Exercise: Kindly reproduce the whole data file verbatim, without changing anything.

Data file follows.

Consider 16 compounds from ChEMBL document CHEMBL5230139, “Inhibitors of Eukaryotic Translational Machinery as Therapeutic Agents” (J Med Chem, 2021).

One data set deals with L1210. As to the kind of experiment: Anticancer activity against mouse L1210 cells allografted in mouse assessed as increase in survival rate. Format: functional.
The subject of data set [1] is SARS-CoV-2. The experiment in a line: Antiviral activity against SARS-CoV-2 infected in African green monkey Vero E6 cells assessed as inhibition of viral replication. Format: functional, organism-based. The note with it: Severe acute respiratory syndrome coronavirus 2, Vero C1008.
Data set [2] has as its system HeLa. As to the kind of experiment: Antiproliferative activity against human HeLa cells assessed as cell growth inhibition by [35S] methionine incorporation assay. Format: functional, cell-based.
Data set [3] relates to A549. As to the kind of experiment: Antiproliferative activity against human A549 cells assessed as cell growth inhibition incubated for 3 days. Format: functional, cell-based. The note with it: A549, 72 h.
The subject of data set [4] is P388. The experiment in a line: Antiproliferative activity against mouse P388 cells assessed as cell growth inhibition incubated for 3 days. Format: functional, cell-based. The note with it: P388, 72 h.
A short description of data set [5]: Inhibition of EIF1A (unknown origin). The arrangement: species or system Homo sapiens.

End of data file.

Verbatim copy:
Consider 16 compounds from ChEMBL document CHEMBL5230139, “Inhibitors of Eukaryotic Translational Machinery as Therapeutic Agents” (J Med Chem, 2021).

One data set deals with L1210. As to the kind of experiment: Anticancer activity against mouse L1210 cells allografted in mouse assessed as increase in survival rate. Format: functional.
The subject of data set [1] is SARS-CoV-2. The experiment in a line: Antiviral activity against SARS-CoV-2 infected in African green monkey Vero E6 cells assessed as inhibition of viral replication. Format: functional, organism-based. The note with it: Severe acute respiratory syndrome coronavirus 2, Vero C1008.
Data set [2] has as its system HeLa. As to the kind of experiment: Antiproliferative activity against human HeLa cells assessed as cell growth inhibition by [35S] methionine incorporation assay. Format: functional, cell-based.
Data set [3] relates to A549. As to the kind of experiment: Antiproliferative activity against human A549 cells assessed as cell growth inhibition incubated for 3 days. Format: functional, cell-based. The note with it: A549, 72 h.
The subject of data set [4] is P388. The experiment in a line: Antiproliferative activity against mouse P388 cells assessed as cell growth inhibition incubated for 3 days. Format: functional, cell-based. The note with it: P388, 72 h.
A short description of data set [5]: Inhibition of EIF1A (unknown origin). The arrangement: species or system Homo sapiens.